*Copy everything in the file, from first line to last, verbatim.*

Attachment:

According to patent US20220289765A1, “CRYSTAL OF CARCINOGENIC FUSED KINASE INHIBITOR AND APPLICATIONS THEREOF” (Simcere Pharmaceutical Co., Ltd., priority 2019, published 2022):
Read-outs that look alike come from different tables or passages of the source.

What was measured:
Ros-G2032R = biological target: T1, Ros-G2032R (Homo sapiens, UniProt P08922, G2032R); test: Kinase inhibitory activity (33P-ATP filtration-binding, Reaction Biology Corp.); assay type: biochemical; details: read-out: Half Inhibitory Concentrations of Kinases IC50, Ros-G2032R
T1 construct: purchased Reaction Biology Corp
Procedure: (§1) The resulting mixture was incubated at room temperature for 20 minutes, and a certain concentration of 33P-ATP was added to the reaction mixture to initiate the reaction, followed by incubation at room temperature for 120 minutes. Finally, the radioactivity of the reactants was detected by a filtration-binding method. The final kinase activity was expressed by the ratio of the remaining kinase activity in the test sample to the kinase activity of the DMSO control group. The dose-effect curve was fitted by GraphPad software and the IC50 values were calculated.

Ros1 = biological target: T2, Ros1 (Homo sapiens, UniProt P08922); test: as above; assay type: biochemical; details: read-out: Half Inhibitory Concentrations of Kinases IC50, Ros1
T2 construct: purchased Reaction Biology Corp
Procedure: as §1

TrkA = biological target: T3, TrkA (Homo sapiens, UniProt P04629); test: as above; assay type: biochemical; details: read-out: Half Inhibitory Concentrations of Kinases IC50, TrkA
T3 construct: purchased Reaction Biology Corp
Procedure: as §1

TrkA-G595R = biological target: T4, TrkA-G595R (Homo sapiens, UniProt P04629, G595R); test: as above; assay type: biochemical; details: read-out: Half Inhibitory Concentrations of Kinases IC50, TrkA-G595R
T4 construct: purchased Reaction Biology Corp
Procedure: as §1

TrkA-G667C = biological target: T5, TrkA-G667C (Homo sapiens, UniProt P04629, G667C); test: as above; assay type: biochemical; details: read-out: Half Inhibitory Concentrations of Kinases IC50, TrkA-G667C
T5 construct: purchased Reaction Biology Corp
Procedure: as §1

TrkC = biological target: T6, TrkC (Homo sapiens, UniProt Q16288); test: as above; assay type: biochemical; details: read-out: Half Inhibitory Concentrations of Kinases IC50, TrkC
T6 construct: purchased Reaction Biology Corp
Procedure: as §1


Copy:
According to patent US20220289765A1, “CRYSTAL OF CARCINOGENIC FUSED KINASE INHIBITOR AND APPLICATIONS THEREOF” (Simcere Pharmaceutical Co., Ltd., priority 2019, published 2022):
Read-outs that look alike come from different tables or passages of the source.

What was measured:
Ros-G2032R = biological target: T1, Ros-G2032R (Homo sapiens, UniProt P08922, G2032R); test: Kinase inhibitory activity (33P-ATP filtration-binding, Reaction Biology Corp.); assay type: biochemical; details: read-out: Half Inhibitory Concentrations of Kinases IC50, Ros-G2032R
T1 construct: purchased Reaction Biology Corp
Procedure: (§1) The resulting mixture was incubated at room temperature for 20 minutes, and a certain concentration of 33P-ATP was added to the reaction mixture to initiate the reaction, followed by incubation at room temperature for 120 minutes. Finally, the radioactivity of the reactants was detected by a filtration-binding method. The final kinase activity was expressed by the ratio of the remaining kinase activity in the test sample to the kinase activity of the DMSO control group. The dose-effect curve was fitted by GraphPad software and the IC50 values were calculated.

Ros1 = biological target: T2, Ros1 (Homo sapiens, UniProt P08922); test: as above; assay type: biochemical; details: read-out: Half Inhibitory Concentrations of Kinases IC50, Ros1
T2 construct: purchased Reaction Biology Corp
Procedure: as §1

TrkA = biological target: T3, TrkA (Homo sapiens, UniProt P04629); test: as above; assay type: biochemical; details: read-out: Half Inhibitory Concentrations of Kinases IC50, TrkA
T3 construct: purchased Reaction Biology Corp
Procedure: as §1

TrkA-G595R = biological target: T4, TrkA-G595R (Homo sapiens, UniProt P04629, G595R); test: as above; assay type: biochemical; details: read-out: Half Inhibitory Concentrations of Kinases IC50, TrkA-G595R
T4 construct: purchased Reaction Biology Corp
Procedure: as §1

TrkA-G667C = biological target: T5, TrkA-G667C (Homo sapiens, UniProt P04629, G667C); test: as above; assay type: biochemical; details: read-out: Half Inhibitory Concentrations of Kinases IC50, TrkA-G667C
T5 construct: purchased Reaction Biology Corp
Procedure: as §1

TrkC = biological target: T6, TrkC (Homo sapiens, UniProt Q16288); test: as above; assay type: biochemical; details: read-out: Half Inhibitory Concentrations of Kinases IC50, TrkC
T6 construct: purchased Reaction Biology Corp
Procedure: as §1